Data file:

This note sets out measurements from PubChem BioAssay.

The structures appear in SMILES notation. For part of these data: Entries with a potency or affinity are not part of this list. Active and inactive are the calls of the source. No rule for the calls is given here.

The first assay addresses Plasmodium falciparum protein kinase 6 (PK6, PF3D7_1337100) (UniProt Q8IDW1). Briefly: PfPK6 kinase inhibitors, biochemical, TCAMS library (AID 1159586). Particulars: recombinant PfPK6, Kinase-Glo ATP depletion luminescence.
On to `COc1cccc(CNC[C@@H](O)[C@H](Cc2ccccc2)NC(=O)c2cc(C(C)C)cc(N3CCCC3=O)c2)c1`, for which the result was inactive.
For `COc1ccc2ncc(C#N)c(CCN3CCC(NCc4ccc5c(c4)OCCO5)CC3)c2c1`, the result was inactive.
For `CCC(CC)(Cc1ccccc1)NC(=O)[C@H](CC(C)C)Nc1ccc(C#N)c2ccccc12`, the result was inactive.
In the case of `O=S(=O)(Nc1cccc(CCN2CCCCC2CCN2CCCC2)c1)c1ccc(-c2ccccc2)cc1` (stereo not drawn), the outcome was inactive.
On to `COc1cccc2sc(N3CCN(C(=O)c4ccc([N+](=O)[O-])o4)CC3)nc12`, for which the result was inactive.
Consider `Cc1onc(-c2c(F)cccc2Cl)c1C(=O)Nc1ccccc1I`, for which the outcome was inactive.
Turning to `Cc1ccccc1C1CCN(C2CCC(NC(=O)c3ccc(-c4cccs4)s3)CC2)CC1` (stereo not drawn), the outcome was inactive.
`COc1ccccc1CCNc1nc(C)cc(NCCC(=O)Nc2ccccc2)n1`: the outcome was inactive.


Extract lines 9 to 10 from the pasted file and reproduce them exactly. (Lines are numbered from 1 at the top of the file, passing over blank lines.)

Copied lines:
Consider `Cc1onc(-c2c(F)cccc2Cl)c1C(=O)Nc1ccccc1I`, for which the outcome was inactive.
Turning to `Cc1ccccc1C1CCN(C2CCC(NC(=O)c3ccc(-c4cccs4)s3)CC2)CC1` (stereo not drawn), the outcome was inactive.